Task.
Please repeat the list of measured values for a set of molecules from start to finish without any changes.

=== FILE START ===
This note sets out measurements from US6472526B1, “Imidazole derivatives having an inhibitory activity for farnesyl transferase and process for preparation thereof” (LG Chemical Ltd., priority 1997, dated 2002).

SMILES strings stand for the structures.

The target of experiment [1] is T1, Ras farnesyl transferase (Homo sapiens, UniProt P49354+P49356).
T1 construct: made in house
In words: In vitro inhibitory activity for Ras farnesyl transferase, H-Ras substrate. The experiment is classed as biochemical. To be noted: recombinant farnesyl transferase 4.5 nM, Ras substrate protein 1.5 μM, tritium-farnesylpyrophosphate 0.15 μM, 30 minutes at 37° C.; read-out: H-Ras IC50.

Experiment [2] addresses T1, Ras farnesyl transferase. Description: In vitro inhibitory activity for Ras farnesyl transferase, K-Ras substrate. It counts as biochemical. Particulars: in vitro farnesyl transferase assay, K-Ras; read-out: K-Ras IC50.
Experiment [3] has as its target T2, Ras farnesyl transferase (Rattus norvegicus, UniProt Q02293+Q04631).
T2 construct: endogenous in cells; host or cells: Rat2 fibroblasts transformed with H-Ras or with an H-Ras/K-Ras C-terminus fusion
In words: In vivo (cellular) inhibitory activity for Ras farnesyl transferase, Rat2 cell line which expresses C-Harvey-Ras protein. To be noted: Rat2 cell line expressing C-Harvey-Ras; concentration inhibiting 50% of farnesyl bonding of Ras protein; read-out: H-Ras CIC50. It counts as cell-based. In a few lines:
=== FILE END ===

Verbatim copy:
This note sets out measurements from US6472526B1, “Imidazole derivatives having an inhibitory activity for farnesyl transferase and process for preparation thereof” (LG Chemical Ltd., priority 1997, dated 2002).

SMILES strings stand for the structures.

The target of experiment [1] is T1, Ras farnesyl transferase (Homo sapiens, UniProt P49354+P49356).
T1 construct: made in house
In words: In vitro inhibitory activity for Ras farnesyl transferase, H-Ras substrate. The experiment is classed as biochemical. To be noted: recombinant farnesyl transferase 4.5 nM, Ras substrate protein 1.5 μM, tritium-farnesylpyrophosphate 0.15 μM, 30 minutes at 37° C.; read-out: H-Ras IC50.

Experiment [2] addresses T1, Ras farnesyl transferase. Description: In vitro inhibitory activity for Ras farnesyl transferase, K-Ras substrate. It counts as biochemical. Particulars: in vitro farnesyl transferase assay, K-Ras; read-out: K-Ras IC50.
Experiment [3] has as its target T2, Ras farnesyl transferase (Rattus norvegicus, UniProt Q02293+Q04631).
T2 construct: endogenous in cells; host or cells: Rat2 fibroblasts transformed with H-Ras or with an H-Ras/K-Ras C-terminus fusion
In words: In vivo (cellular) inhibitory activity for Ras farnesyl transferase, Rat2 cell line which expresses C-Harvey-Ras protein. To be noted: Rat2 cell line expressing C-Harvey-Ras; concentration inhibiting 50% of farnesyl bonding of Ras protein; read-out: H-Ras CIC50. It counts as cell-based. In a few lines: